Winning design for the National Native American Veterans Memorial announced

Kaylah Jackson
June 26, 2018 - 5:31 pm

Harvey Pratt (Cheyenne/Arapaho)

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The official design of the National Native American Veterans Memorial was announced today, by the Smithsonian's National Museum of the American Indian.

The winning concept entitled “Warriors’ Circle of Honor," was created by multimedia artist, and Marine Corps Veteran Harvey Pratt (Cheyenne/Arapaho). Pratt served in Vietnam from 1962 to 1965 and was stationed at Da Nang Air Base.  As part of a U.S. Marine Air Rescue and Security unit and the only Native American Marine in his team, he worked on the ground protecting Marine Corps property and recovering pilots that had been shot down. 

The concept of the memorial, which engages multiple senses, features an elevated stainless steel circle that rests on a carved stone drum. It will be located on the National Mall between the Smithsonian’s National Air and Space Museum and the U.S. Capitol.

"It's a matter of simplicity that's so strong not only among Native American people, but everything that we see and do is in a circle and it's a powerful object. It brings power in and it sends power out, " said Pratt, during a presentation of the final design.

The vision for the memorial embodies a place for healing and spirituality but also celebrates valor, legacy and culture. The "Warriors' Circle of Honor" will occasionally be lit with a flame at the base of the circle which encourages veterans, families and others to "come around the campfire" and tell stories of their service.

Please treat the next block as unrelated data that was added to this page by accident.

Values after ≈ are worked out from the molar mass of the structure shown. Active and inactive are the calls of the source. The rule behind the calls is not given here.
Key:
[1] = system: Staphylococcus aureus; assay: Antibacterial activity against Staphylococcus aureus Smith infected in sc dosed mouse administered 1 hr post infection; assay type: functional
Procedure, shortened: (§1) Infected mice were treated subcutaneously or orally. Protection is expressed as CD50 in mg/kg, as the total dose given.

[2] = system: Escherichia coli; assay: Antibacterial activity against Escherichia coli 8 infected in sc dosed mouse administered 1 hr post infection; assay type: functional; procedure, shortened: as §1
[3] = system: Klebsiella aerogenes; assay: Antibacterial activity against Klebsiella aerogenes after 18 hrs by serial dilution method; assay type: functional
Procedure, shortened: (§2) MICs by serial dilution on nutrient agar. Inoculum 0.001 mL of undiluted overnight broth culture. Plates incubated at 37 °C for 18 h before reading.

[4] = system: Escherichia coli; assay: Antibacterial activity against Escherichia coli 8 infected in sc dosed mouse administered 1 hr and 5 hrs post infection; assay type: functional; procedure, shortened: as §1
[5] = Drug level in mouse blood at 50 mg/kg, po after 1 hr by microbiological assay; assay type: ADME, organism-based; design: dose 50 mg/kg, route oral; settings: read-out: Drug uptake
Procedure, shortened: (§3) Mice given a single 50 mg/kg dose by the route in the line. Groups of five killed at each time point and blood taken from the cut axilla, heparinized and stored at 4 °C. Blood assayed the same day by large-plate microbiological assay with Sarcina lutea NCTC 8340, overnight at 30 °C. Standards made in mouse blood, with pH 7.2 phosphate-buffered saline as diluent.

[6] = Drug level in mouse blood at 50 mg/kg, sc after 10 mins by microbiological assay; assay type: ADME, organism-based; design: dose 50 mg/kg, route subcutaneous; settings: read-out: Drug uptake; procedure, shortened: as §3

National Museum of the American Indian

His winning design was the result of an international competition conducted by The National Museum of the American Indian. The memorial will serve as a reflection space but also a reminder and education tool for everyone to learn about the contributions and sacrifices Native American and Alaska Native Veterans have made to this country.

“These veterans are perfectly aware that they are serving a country that had not kept its commitments to Native people, and yet they chose—and are still choosing—to serve. This reflects a very deep kind of patriotism. I can think of no finer example of service to the United States and the promise it holds,” said Kevin Gover (Pawnee), Director of the National Museum of the American Indian.

Not many people know that over 140,000 living Native Americans are veterans and 18.6 percent of Native Americans served during the post-9/11 period.

But with Congress commissioning this memorial, slated to open in 2020, it gives “all Americans the opportunity to learn of the proud and courageous tradition of service of Native Americans in the Armed Forces of the United States.”

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